Conclusion Whilst there is broad interest in a range of policy options, those measures targeting behaviour change through education were most valued. The different socioeconomic, political and cultural contexts of countries need to be accounted for when prioritizing obesity policy. Obesity was not recognized as a major public health priority; therefore, convincing policy makers about the need to prioritize action to prevent obesity, particularly in Morocco, will be a crucial first step.
doi:10.1093/heapol/czs125
PMCID: PMC3854492  PMID: 23230285
Obesity; Africa; policy; policy makers; decision making; stakeholders
20.  Stroke: Working toward a Prioritized World Agenda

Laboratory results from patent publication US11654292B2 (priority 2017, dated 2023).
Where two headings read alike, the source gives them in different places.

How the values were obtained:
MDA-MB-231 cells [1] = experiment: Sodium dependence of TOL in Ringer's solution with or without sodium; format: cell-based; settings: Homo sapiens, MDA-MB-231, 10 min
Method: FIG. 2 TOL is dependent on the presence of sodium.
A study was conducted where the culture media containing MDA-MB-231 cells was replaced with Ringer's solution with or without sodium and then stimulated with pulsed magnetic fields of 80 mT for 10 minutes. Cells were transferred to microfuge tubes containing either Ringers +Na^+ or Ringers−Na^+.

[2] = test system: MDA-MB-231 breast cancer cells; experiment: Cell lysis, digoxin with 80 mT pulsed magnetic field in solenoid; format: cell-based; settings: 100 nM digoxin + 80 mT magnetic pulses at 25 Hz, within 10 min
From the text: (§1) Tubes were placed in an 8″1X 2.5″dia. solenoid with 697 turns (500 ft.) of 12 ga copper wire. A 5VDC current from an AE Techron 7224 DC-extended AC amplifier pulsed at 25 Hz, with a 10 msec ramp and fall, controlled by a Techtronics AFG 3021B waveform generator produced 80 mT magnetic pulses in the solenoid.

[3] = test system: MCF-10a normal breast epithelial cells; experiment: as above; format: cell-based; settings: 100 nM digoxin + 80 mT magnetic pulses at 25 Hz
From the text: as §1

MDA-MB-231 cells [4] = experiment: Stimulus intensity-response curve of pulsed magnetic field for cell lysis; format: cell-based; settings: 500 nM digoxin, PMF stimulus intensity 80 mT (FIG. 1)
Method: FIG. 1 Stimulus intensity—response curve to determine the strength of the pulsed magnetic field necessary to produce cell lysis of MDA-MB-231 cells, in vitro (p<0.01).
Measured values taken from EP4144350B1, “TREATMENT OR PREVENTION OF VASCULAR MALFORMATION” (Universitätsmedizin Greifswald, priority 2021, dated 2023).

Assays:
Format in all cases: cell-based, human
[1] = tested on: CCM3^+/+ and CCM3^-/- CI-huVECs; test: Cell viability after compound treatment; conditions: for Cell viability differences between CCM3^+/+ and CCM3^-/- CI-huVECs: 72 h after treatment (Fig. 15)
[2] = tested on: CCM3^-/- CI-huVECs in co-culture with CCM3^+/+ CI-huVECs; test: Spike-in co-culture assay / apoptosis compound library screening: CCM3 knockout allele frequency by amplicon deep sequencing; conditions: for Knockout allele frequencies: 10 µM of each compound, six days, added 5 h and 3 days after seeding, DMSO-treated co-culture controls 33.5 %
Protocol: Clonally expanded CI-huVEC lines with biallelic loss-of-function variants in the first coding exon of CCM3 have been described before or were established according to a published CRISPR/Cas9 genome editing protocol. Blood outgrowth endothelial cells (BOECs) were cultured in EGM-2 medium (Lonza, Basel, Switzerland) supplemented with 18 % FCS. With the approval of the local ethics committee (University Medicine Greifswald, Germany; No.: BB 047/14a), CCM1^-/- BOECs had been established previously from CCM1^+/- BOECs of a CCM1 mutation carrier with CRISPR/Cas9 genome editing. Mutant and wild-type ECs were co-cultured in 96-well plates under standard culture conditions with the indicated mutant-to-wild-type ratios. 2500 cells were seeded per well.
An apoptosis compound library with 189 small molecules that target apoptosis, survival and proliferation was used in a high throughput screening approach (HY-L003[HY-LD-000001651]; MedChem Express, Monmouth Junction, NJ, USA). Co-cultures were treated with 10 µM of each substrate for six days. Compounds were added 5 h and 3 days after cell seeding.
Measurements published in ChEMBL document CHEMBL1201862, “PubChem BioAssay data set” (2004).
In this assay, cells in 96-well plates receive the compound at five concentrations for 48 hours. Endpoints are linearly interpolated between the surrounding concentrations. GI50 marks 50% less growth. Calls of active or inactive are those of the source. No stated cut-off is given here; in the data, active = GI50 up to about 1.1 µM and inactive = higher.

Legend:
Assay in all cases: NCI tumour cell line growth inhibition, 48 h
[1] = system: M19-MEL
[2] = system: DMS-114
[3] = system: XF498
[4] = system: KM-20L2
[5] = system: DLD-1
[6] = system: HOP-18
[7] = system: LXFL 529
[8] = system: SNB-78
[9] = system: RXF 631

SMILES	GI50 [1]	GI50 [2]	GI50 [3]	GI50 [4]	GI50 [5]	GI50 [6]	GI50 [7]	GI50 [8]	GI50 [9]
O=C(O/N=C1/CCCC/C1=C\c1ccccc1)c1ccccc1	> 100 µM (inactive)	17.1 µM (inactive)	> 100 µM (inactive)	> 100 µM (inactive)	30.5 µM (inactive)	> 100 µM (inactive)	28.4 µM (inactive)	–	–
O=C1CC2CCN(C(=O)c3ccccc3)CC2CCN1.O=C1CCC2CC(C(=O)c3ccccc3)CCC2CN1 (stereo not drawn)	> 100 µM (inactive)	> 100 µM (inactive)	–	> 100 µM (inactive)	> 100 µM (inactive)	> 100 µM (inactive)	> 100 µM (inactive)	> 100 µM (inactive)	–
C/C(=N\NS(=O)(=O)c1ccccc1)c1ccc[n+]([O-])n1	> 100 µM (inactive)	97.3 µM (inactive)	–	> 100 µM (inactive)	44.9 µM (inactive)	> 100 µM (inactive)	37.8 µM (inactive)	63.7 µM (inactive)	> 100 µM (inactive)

Background and Purpose
The aim of the Synergium was to devise and prioritize new ways of accelerating progress in reducing the risks, effects, and consequences of stroke.
Methods
Preliminary work was performed by 7 working groups of stroke leaders followed by a synergium (a forum for working synergistically together) with approximately 100 additional participants. The resulting draft document had further input from contributors outside the synergium.
Results